Fig. 6
figure 6

Framework diagram of the study structure

Table 9 Basic information of the included study subjects
Table 10 Basic information for inclusion in Wistar rats

Experimental reagents

Sodium carboxymethyl cellulose (25 g) and sodium ascorbate (100 g) were purchased from Beijing Solabao Technology Co. The item numbers are C8621 and S9440, respectively. Sodium hypochlorite solution (500 ml) and glycerol (500 ml) were purchased from Shanghai Maclean Biochemical Technology Co. Item number S817441 and G6201 respectively. PBS (500 ml) was purchased from Beijing Xino Factor Technology Co. Item number is CBS004S-BR500. Isoflurane (100 ml) was purchased from Hebei Jindafu Pharmaceutical Co. Lot number 20,220,202. Sodium chloride injection (500 ml) was purchased from Sichuan Kellen Pharmaceutical Co. Lot number L122041203.

DNA extraction and PCR amplification

DNA extraction, quality control, amplification, and purification were all done by Shanghai Personal Biotechnology Co., Ltd. The amplified region was the conserved region of bacterial 16 S rRNA V3-V4 with primers F: ACTCCTACGGGAGGCAGCA R: GGACTACHVGGGTWTCTAAT. The PCR amplification steps were: pre-denaturation at 98 °C for 2 min; denaturation at 98 °C for 15s; annealing at 55 °C for the 30s; extension at 72 °C for 30s, for a total of 25–30 cycles; and final extension at 72 °C for 5 min. The amplified DNA was double-end sequenced by the Novaseq-PE250 sequencing platform (produced by Illumina, USA) for DNA fragmentation and subsequent bioinformatics analysis.

Data organization and bioinformatics analysis

All raw data were recorded using Excel spreadsheets. The QIIME2 dada2 analysis process was chosen to denoise the sequences, and the resulting several denoised sequence ASVs were clustered at 100% similarity. The Silva database [50] was used and the classify-sklearn algorithm of QIIME2 [51], for each ASVs feature sequence, was used in the QIIME2 software with default parameters, using a pre-trained Naive Bayes classifier into species annotation. The Chao1 index and Observed species index were used to assess the abundance of the samples, and the Shannon index and Simpson index were used to assess the diversity of the samples. Principal coordinates analysis (PCoA) was generated using QIIME2 software, based on Bray-Curtis distance.

Statistical methods

Data were processed using SPSS 26.0 software, and the mean ± standard deviation was used to describe the measurement data conforming to the normal distribution, and the t-test was preferred for categorical data. The QIIME2 platform was used to analyze the species composition, Alpha and Beta diversity of different sample data separately. Adonis analysis was used to test the significance of differences between groups, and the rank sum test (Mann-Whitney U test) was used for comparison between groups. The test levels were all α = 0.05.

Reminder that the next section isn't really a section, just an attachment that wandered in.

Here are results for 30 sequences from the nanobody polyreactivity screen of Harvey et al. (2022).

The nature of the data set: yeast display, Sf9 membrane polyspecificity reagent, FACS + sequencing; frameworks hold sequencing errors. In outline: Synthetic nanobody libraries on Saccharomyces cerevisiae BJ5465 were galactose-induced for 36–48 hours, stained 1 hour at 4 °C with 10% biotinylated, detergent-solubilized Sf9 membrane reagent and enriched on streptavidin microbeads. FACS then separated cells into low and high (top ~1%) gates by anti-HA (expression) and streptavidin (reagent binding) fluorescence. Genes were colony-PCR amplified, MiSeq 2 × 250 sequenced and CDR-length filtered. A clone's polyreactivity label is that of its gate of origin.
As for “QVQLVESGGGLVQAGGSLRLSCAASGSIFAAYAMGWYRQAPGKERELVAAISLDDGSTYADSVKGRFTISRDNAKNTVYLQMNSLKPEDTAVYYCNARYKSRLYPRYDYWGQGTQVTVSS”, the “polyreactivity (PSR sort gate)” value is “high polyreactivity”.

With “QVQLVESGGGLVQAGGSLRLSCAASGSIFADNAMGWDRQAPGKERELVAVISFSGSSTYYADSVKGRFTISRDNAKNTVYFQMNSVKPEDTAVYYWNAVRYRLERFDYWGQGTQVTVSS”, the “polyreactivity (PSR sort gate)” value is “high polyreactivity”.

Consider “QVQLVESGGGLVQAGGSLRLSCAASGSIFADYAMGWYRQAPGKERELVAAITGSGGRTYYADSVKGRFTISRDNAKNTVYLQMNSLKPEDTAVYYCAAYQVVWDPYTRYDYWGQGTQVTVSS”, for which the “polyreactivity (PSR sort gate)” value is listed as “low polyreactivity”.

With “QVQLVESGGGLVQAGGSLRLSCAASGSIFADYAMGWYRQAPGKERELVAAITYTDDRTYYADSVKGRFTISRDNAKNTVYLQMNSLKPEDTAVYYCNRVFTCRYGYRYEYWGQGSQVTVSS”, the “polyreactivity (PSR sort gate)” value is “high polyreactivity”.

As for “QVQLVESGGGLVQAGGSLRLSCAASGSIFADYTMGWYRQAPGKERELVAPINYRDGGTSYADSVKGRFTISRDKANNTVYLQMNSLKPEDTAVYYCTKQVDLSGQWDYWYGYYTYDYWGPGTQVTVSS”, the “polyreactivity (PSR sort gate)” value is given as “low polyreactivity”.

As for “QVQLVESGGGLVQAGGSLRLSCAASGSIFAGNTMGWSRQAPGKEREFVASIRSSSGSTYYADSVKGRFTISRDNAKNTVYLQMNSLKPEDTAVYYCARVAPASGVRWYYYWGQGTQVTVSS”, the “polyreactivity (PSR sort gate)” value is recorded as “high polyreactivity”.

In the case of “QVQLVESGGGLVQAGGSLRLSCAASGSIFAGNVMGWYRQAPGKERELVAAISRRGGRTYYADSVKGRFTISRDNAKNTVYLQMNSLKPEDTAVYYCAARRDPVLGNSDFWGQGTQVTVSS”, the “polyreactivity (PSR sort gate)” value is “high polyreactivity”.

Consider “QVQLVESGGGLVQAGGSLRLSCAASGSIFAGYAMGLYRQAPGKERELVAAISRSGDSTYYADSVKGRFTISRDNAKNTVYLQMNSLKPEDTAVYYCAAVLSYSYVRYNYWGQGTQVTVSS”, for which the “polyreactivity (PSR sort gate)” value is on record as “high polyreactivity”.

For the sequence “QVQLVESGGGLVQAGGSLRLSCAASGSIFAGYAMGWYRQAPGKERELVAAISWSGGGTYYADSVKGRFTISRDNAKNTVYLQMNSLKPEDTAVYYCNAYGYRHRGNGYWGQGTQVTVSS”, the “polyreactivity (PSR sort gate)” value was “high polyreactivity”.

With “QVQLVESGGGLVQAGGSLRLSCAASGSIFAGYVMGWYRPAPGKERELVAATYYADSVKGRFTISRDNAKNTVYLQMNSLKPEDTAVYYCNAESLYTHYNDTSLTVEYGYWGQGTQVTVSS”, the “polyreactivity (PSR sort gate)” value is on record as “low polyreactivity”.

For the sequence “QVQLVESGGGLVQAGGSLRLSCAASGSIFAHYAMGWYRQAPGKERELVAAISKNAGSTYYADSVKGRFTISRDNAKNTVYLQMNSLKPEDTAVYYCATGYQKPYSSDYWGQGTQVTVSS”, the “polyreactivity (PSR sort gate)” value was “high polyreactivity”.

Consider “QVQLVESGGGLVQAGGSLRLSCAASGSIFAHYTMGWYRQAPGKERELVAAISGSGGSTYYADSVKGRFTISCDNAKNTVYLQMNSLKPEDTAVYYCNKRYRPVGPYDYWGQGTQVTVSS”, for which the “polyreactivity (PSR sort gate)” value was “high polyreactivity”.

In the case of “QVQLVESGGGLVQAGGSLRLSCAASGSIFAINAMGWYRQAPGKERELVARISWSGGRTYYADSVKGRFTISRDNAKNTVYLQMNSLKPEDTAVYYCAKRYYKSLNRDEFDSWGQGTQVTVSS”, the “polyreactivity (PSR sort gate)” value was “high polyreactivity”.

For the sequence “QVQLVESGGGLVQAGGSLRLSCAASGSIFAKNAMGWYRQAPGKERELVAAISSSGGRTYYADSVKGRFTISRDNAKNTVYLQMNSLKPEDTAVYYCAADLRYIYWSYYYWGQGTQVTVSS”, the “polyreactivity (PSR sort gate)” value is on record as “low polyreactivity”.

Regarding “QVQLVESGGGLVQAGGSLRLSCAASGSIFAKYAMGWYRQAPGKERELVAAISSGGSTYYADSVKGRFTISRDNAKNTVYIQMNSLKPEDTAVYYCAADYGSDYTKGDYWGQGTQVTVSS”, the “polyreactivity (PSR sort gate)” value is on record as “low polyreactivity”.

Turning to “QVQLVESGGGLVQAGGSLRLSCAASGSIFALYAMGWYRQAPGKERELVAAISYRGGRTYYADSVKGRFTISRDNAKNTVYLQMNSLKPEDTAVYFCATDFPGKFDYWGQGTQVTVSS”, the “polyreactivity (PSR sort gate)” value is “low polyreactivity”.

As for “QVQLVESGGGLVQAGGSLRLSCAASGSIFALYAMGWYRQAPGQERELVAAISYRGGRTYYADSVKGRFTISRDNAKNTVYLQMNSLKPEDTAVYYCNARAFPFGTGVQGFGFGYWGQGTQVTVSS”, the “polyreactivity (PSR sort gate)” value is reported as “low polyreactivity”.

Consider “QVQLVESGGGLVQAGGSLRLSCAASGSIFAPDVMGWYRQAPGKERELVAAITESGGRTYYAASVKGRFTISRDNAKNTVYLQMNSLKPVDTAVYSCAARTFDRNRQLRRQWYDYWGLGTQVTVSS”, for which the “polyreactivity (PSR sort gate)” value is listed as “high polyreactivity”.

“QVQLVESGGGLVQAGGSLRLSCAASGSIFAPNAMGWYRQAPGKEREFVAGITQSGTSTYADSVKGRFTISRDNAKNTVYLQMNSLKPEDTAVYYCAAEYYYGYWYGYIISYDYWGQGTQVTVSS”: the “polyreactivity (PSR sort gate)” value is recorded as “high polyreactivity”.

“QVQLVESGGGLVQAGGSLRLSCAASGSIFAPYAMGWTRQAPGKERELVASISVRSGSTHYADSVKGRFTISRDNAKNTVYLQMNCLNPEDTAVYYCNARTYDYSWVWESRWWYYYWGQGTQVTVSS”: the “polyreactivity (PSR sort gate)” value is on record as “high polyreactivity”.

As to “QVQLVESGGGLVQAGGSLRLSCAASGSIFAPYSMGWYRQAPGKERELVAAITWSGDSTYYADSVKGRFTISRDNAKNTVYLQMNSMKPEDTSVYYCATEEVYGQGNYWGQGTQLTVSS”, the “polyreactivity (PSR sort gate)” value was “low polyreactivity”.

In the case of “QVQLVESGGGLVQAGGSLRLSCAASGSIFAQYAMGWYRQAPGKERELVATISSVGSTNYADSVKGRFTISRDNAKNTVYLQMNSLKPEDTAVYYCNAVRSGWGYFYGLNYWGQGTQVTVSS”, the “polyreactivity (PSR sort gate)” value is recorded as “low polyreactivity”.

Data availability

The raw sequence data reported in this paper have been deposited in the Genome Sequence Archive (Genomics, Proteomics & Bioinformatics 2021) in National Genomics Data Center (Nucleic Acids Res 2022), China National Center for Bioinformation / Beijing Institute of Genomics, Chinese Academy of Sciences (GSA: CRA016060) that are publicly accessible at https://bigd.big.ac.cn/gsa/browse/CRA016060.

Abbreviations

IOH:

Intra-oral halitosis

VSC:

Volatile sulfur compounds

EOH:

Extra-oral halitosis

OLS:

Organoleptic scoring

PICRUSt:

Phylogenetic Investigation of Communities by Reconstruction of Unobserved States

FMT:

Fecal Microbiota Transplantation

SMT:

Skin Microbiota Transplantation

VMT:

Vaginal Microbiota Transplantation

OMT:

Oral Microbiota Transplantation

UMT:

Uterine Microbiota Transplantation

ASV:

Amplicon sequence variants

PCoA:

Principal coordinates analysis

MT:

Microbiota transplantation

CDI:

Clostridium difficile infection

NAFLD:

Non-alcoholic fatty liver disease

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Acknowledgements

Sequencing service was provided by Shanghai Personal Biotechnology Co., Ltd., China. The data were analyzed by using the free online platform Personalbio GenesCloud (https://www.genescloud.cn).

Funding

This study was supported by The Project of Introduction of High-level Talents in Xinjiang Uygur Autonomous Region of China (grant number (13)111).

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Authors

Contributions

ZH designed the research and supervised the research work; YC guided the experimental design and provided suggestions for the research work; ZH and YC performed the data analyses; ZH prepared the manuscript. All authors contributed to the interpretation of the results and manuscript drafting. All authors read and approved the final manuscript.

Corresponding author

Correspondence to Yongbo Cheng.

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Wistar rats were purchased from the Animal Experiment Center of Xinjiang Medical University with a qualified number of SCXK (Xin) 2018-0003. The production license number is SCXK (Xin) 2018-0002. All animal work was carried out in accordance within the guidelines of the Institutional Animal Care and Use Committee of Xinjiang Medical University (Approval No: IACUC-20210405-14). And this study conforms to ARRIVE guidelines (https://arriveguidelines.org). Subject Ethics approval was granted by the Ethics Committee of the First Affiliated Hospital of Xinjiang Medical University (K202303-23). Written informed consent was obtained from all volunteer participants.

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Huang, Z., Cheng, Y. Oral microbiota transplantation for intra-oral halitosis: a feasibility analysis based on an oral microbiota colonization trial in Wistar rats. BMC Microbiol 24, 170 (2024). https://0-doi-org.brum.beds.ac.uk/10.1186/s12866-024-03322-4